WJZ's Kai Jackson joining Sinclair as national correspondent in D.C.

After more than 20 years at WJZ-TV, Kai Jackson is joining Sinclair Broadcasting as its national correspondent in Washington, D.C.
After more than 20 years at WJZ-TV, Kai Jackson is joining Sinclair Broadcasting as its national correspondent in Washington, D.C. (Karl Merton Ferron / Baltimore Sun Staff)

Kai Jackson, whose departure from WJZ after more than 20 years was first reported here last month, said Thursday that he will be joining Sinclair Broadcasting as its national correspondent based in Washington, D.C.

"Yes, I'm going to Sinclair," Jackson said in a telephone interview. "I'm really excited. It's a company at the forefront of the industry, and I appreciate that they think I have something to offer."


Jackson said he will start his new job with the Hunt-Valley-based broadcaster Jan. 2.

"Kai will be a special correspondent covering stories in the nation’s capitol for all of the Sinclair news operations," Scott Livingston, VP for news at Sinclair, said in an email response to The Sun."He will develop stories that focus on our commitment to advocacy journalism. Our goal is to produce stories that give context to the hot button issues in Washington."
Livingston added: "I’m excited to have him join our staff. Kai is a talented anchor/reporter. In my opinion, he’s the top talent at WJZ, Baltimore, where he has been anchor/reporter for more than 20 years.  I have a tremendous amount of respect for his work and he is one of key reasons for WJZ’s ratings success. He is a true pro with a great ability to connect with the audience."

In writing about Jackson's departure from WJZ last month, I speculated that he would be joining Sinclair as it continues on  a path of massive expansion in ownership of TV stations, including WJLA-TV in Washington, which it is in the formal process of taking over.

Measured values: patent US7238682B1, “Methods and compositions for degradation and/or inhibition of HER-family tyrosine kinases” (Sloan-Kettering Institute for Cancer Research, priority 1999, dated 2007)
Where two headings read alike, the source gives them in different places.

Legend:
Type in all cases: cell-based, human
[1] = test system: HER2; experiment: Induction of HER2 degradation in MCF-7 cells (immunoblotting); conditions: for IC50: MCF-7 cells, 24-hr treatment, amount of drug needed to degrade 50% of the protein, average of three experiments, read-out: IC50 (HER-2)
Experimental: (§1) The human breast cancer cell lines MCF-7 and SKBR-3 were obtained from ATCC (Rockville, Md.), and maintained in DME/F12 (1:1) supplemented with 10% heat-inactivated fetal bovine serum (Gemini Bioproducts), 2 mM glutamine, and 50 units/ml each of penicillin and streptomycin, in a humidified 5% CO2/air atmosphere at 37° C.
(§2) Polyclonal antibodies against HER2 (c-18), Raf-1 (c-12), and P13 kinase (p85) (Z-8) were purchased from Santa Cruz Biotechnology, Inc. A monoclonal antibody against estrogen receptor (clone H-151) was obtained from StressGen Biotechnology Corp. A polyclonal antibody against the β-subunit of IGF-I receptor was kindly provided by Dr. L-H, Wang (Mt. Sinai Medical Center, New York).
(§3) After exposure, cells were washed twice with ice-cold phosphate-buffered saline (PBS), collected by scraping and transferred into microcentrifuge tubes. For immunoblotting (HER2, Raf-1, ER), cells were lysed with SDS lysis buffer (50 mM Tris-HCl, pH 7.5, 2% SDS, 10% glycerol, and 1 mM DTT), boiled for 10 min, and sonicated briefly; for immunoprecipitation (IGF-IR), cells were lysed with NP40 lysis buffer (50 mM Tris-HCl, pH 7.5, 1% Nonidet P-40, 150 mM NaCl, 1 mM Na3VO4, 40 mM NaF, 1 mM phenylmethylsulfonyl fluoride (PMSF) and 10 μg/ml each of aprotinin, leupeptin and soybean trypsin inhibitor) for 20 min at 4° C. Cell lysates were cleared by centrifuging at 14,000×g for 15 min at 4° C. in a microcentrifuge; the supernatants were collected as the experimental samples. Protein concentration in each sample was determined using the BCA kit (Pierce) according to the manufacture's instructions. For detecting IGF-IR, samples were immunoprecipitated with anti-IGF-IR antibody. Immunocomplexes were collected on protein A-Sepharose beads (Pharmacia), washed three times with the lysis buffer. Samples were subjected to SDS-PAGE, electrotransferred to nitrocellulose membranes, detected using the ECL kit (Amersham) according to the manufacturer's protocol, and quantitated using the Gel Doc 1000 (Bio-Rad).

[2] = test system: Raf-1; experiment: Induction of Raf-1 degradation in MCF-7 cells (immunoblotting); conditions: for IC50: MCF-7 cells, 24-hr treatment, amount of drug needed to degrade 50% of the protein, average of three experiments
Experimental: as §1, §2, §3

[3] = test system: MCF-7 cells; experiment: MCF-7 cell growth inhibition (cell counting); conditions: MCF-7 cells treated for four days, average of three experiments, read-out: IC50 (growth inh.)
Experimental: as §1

I suggested that by hiring Jackson from WJZ, Sinclair could both weaken a competitor in Baltimore and acquire a polished talent for its new Washington property. Read that here.

Jackson declined to comment Thursday on whether or not he would have a role at WJLA. But I would not be surprised to see WJZ's former 4 p.m. and 5 p.m. anchor on the D.C. airwaves once Sinclair starts running the Washington property.

Nor would I be surprised once his no-compete clause expires (usually a year) to see Jackson on WBFF (Fox45) in Baltimore. Sinclair and Jackson have several anchoring options if they want to go that way.

But whether or not anything happens at the anchor desk, being a national correspondent for Sinclair is a big and influential job in the TV news industry given the giant footprint of the company.

Since its size seems to be changing weekly with new acquisitions, here's the self-description from Sinclair's website:

"Sinclair Broadcast Group, Inc. is one of the largest and most diversified television broadcasting companies in the country today. Sinclair owns and operates, programs or provides sales services to 163 television stations in 77 markets, after pending transactions. Sinclair's television group reaches approximately 38.7% of US television households and includes FOX, ABC, MyTV, CW, CBS, NBC, Univision and Azteca affiliates."

Sinclair owns and operates WBFF-TV (Channel 45), has a local marketing agreement with WNUV-TV (Channel 54), and a local sales agreement with WUTB-TV (Channel 24) in Baltimore.

Jackson is the second anchor to leave WJZ this year for a national reporting job. Adam May joined Al Jazeera America in June as a national correspondent on its "America Tonight" primetime weeknight show.

WJZ is owned and operated by CBS.

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